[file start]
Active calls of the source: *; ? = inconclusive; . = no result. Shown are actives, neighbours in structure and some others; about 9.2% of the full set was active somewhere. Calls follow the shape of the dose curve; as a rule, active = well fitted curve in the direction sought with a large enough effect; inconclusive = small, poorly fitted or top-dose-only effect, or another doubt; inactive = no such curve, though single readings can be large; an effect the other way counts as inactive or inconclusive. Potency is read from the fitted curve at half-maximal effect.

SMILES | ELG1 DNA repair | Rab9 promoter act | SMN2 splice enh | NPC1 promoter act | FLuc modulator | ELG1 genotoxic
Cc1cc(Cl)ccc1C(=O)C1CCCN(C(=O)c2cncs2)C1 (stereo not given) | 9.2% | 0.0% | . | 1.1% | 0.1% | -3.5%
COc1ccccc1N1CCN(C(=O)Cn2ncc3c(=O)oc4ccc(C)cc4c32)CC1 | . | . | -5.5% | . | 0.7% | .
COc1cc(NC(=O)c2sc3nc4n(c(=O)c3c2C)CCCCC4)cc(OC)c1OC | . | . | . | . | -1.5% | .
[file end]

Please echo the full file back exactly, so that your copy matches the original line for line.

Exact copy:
Active calls of the source: *; ? = inconclusive; . = no result. Shown are actives, neighbours in structure and some others; about 9.2% of the full set was active somewhere. Calls follow the shape of the dose curve; as a rule, active = well fitted curve in the direction sought with a large enough effect; inconclusive = small, poorly fitted or top-dose-only effect, or another doubt; inactive = no such curve, though single readings can be large; an effect the other way counts as inactive or inconclusive. Potency is read from the fitted curve at half-maximal effect.

SMILES | ELG1 DNA repair | Rab9 promoter act | SMN2 splice enh | NPC1 promoter act | FLuc modulator | ELG1 genotoxic
Cc1cc(Cl)ccc1C(=O)C1CCCN(C(=O)c2cncs2)C1 (stereo not given) | 9.2% | 0.0% | . | 1.1% | 0.1% | -3.5%
COc1ccccc1N1CCN(C(=O)Cn2ncc3c(=O)oc4ccc(C)cc4c32)CC1 | . | . | -5.5% | . | 0.7% | .
COc1cc(NC(=O)c2sc3nc4n(c(=O)c3c2C)CCCCC4)cc(OC)c1OC | . | . | . | . | -1.5% | .